Jun 9 / Upturn

Negotiated Gross Salary breakdown

What makes up an employee's gross salary?

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Most employees negotiate a net salary at the point of hiring, and so they have no idea what happens to their gross salary before it becomes net. For those that like to negotiate gross, some of them still don't know what makes up that gross – they just ask because they'd like to know the difference between that gross and the net. Some even think that this difference is just tax alone.

There is however, a method to the breakdown of an employee's negotiated gross salary. Whenever employers negotiate a figure with a prospective candidate, it's usually from a breakdown they are working with. This breakdown is from the payroll sheet. And whenever an employee succeeds in negotiating a figure higher than what the employer hoped, there is some work that goes on in the payroll sheet to adjust that breakdown.

Let's see what this breakdown is:

An employee's total negotiated gross salary is constituted of the following:

  • Basic Salary
  • Housing Allowance
  • Transportation Allowance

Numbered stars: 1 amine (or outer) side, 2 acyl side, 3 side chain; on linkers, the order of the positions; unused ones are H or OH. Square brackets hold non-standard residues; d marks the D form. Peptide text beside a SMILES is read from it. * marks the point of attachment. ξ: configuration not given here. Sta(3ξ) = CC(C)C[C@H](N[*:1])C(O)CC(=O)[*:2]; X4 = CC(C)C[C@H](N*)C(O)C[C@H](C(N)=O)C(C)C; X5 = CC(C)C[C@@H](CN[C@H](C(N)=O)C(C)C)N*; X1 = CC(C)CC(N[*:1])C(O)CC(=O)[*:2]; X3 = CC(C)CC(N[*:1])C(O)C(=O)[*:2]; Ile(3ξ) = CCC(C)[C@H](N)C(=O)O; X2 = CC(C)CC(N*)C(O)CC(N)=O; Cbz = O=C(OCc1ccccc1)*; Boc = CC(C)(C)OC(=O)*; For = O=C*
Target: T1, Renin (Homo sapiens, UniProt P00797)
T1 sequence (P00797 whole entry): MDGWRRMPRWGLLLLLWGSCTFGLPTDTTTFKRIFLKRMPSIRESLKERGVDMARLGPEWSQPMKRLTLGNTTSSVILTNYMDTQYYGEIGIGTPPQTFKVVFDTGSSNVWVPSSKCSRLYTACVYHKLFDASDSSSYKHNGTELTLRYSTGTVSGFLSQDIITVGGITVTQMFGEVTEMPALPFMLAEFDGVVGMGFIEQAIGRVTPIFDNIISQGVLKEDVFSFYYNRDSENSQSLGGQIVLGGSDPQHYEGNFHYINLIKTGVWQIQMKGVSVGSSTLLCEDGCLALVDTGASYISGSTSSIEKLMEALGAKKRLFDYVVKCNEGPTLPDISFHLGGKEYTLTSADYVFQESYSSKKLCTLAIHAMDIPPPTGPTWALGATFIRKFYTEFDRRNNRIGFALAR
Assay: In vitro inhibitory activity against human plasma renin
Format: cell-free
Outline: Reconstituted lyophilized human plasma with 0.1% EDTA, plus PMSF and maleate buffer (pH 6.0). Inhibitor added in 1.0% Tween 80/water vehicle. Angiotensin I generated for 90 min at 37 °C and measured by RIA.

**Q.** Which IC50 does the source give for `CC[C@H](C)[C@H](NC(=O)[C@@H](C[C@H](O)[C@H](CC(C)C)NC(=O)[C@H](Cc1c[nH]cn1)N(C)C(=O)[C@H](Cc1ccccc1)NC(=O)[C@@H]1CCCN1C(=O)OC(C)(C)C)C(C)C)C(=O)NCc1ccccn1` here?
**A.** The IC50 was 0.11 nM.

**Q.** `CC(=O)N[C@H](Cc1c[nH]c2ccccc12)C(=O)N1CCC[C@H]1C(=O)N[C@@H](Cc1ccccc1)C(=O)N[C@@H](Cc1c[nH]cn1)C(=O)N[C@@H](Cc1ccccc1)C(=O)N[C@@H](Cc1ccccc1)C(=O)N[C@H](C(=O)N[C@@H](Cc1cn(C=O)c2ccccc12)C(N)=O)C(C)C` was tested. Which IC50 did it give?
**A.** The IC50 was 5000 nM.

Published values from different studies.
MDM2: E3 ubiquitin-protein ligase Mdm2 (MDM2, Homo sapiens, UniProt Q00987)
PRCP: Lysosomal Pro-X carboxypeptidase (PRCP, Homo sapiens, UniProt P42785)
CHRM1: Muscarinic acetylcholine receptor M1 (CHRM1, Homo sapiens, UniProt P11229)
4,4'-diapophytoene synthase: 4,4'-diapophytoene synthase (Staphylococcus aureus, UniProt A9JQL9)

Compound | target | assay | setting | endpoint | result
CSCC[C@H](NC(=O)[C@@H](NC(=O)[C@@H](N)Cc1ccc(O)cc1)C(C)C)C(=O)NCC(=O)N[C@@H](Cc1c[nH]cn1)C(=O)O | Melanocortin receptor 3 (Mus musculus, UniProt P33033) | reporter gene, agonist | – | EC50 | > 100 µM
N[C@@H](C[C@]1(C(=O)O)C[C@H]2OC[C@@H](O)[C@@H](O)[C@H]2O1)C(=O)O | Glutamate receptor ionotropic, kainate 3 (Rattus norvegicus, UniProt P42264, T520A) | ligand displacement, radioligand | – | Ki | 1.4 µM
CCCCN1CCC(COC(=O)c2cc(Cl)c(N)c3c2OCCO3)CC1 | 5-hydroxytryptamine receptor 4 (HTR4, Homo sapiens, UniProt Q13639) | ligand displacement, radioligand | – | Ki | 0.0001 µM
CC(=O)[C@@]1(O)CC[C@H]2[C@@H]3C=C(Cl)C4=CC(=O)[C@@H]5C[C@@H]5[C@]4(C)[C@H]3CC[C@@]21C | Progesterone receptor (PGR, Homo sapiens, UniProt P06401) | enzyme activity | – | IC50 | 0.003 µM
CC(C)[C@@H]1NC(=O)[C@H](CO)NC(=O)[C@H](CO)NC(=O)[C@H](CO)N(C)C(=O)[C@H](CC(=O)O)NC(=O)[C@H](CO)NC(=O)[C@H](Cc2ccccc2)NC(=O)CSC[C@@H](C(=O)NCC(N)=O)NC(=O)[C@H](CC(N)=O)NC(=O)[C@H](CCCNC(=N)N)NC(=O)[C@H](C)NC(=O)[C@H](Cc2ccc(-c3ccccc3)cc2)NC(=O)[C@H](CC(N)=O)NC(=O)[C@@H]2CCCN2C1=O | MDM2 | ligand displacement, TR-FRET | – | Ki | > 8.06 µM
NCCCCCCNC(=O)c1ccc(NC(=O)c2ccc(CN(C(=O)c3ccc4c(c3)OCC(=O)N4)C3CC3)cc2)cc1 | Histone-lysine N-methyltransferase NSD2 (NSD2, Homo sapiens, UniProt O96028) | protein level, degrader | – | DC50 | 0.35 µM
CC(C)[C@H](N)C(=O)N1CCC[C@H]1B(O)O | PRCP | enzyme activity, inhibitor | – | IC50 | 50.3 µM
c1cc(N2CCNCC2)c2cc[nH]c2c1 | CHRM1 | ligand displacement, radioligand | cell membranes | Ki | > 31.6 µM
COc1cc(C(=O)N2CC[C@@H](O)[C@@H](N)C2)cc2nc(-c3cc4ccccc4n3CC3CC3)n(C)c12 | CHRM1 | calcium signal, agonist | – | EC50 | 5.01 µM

• Other Allowances
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The first three, Basic Salary, Housing Allowance, and Transportation Allowance, commonly known as BHT, are mandated by law to be part of an employee's gross salary. So every employer has this.

Other allowances however, are left to the employer's discretion. This includes any other allowance that a company provides its staff depending on their policy. Some companies have allowances such as meal allowance, utility allowance, entertainment allowance, data subscription allowance, wardrobe allowance, communication allowance, and so on and so forth.

Whatever the allowance that a company provides apart from BHT, they must all add up to 100%. However, the general rule is that the BHT makes up about 60-70%, while the rest of the allowances can take up the remaining 30-40%.

With this, employers can now calculate how much they want to allot as BHT and for other allowances. So the more the other allowances, the lesser the percentage for each, and vice versa.

If you'd like to know how an employer adjusts the differences in what they had in mind versus what the employee negotiated and still make up a 100%, sign up for our Payroll course where this is explained explicitly with the legal Acts that back it up. Plus, you get a free Payroll template to compute your entire payroll for your organisation.


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